“The most common way to measure biodiversity is to count the number of species in a certain place, also known as “species richness.” But critics question the usefulness of this number and argue that the concept has always been fuzzy, even to scientists, akin to a “new linguistic bottle for the wine of old ideas.”
A handful of scientists want to do away with the term biodiversity altogether — and have been trying to do so since the late 1990s. The concept, they say, is hard to quantify, hard to track globally over time, and actually isn’t an indication of what people commonly picture as a “healthy” ecosystem. (Scientists are generally reluctant to describe ecosystems in terms of “healthy” or “unhealthy,” which are value judgments.)
Last year, the United Nations reported that the world has failed to reach even one of the major biodiversity conservation targets it had set for itself in 2010. In the face of accelerating species and habitat loss, countries are now committing to protecting 30 percent of land and water by 2030. This fall, 193 nations are set to attend the virtual Convention on Biological Diversity to hash out a plan to stop biodiversity loss. (A draft of that plan was published last month.) In the US, the Biden administration has proposed its own game-changing approach to nature conservation. Meanwhile, a coronavirus pandemic that may have begun in animals reminds us that we are fundamentally linked to the animals in these critical habitats.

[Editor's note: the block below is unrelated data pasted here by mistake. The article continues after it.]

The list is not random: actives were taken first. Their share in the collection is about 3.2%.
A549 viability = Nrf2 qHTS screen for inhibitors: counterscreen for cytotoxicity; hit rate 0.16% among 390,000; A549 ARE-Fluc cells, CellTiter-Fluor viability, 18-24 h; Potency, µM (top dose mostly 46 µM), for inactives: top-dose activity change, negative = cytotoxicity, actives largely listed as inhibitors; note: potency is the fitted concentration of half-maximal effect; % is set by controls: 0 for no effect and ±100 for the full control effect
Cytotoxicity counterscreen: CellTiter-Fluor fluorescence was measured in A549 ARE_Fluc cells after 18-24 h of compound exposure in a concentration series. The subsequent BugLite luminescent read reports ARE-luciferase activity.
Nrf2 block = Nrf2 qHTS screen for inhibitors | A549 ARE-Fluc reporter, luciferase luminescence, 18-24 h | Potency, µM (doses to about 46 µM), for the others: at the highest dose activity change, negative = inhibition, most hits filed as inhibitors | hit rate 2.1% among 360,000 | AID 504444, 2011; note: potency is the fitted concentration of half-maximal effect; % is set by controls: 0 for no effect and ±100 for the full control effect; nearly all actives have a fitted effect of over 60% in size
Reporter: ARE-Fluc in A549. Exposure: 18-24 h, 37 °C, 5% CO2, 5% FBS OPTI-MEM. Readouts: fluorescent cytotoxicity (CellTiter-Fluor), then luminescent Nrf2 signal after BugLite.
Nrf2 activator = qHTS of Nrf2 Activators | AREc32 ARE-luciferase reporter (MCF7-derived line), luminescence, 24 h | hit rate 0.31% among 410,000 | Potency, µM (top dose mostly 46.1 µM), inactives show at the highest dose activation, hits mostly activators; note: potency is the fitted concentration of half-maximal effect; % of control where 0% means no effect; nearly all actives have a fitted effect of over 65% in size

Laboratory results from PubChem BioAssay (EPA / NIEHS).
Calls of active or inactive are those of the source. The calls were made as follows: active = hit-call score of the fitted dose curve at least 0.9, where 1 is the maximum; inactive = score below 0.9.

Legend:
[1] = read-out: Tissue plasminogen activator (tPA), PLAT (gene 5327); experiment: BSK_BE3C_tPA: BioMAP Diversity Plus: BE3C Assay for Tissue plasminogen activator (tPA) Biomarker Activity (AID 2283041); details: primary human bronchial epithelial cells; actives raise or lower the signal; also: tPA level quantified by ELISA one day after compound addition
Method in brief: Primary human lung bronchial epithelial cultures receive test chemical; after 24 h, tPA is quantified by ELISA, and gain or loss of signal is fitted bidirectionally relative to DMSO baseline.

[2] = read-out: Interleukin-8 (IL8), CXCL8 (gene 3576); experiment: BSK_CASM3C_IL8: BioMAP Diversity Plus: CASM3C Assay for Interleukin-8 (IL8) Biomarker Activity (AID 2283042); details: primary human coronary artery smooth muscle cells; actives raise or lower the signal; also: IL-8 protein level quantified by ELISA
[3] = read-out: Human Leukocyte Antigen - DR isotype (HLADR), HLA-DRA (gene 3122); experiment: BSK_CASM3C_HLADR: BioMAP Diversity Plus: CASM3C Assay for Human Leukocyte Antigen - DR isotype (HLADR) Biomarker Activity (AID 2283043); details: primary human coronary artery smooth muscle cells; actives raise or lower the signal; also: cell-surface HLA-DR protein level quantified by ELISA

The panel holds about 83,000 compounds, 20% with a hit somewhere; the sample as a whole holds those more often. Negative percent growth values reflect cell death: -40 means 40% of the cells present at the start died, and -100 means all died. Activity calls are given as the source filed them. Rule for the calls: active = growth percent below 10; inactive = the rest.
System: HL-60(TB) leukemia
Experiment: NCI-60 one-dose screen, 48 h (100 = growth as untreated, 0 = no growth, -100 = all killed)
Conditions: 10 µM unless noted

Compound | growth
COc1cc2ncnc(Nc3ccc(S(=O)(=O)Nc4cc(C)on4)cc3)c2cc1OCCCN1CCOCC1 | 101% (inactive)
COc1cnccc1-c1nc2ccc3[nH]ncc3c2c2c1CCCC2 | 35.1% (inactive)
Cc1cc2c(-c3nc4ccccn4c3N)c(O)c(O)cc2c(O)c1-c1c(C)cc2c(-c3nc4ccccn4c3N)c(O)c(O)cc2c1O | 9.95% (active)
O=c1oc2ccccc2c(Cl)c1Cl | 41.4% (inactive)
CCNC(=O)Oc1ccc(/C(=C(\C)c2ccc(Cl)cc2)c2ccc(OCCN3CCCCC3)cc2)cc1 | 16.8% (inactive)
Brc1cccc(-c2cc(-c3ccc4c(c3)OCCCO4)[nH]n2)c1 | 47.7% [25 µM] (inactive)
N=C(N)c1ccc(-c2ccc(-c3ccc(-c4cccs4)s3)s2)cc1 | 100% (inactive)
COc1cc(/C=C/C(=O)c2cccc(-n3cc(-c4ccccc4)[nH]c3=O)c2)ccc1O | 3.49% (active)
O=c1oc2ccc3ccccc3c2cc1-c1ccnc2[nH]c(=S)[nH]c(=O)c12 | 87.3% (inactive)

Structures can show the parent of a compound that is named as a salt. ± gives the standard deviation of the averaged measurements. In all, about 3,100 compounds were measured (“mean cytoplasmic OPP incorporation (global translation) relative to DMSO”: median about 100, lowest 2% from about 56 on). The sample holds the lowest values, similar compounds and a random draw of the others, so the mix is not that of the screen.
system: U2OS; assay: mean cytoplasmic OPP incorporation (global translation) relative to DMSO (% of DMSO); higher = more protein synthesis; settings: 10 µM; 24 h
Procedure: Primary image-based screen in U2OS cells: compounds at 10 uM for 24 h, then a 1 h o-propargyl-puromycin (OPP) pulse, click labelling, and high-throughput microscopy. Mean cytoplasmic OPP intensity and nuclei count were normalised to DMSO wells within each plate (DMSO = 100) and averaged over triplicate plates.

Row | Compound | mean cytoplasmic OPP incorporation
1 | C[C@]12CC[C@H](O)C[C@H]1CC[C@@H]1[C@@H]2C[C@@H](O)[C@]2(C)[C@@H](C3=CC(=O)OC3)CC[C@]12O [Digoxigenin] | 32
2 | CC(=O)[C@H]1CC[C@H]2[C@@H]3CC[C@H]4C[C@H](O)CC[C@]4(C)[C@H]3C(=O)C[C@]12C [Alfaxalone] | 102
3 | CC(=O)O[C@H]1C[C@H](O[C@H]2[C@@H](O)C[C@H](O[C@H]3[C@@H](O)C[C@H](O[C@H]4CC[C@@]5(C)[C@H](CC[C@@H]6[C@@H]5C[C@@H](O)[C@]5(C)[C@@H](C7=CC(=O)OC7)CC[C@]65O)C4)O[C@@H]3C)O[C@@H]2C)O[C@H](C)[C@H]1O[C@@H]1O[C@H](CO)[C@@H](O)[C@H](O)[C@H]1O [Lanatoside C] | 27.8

Against this backdrop, a new generation of scientists is taking up the debate about what to do about “biodiversity” itself — the scientific concept, its popular understanding, and indeed the very word. As Allington told Vox: “There’s just a lot of drama.”[…]
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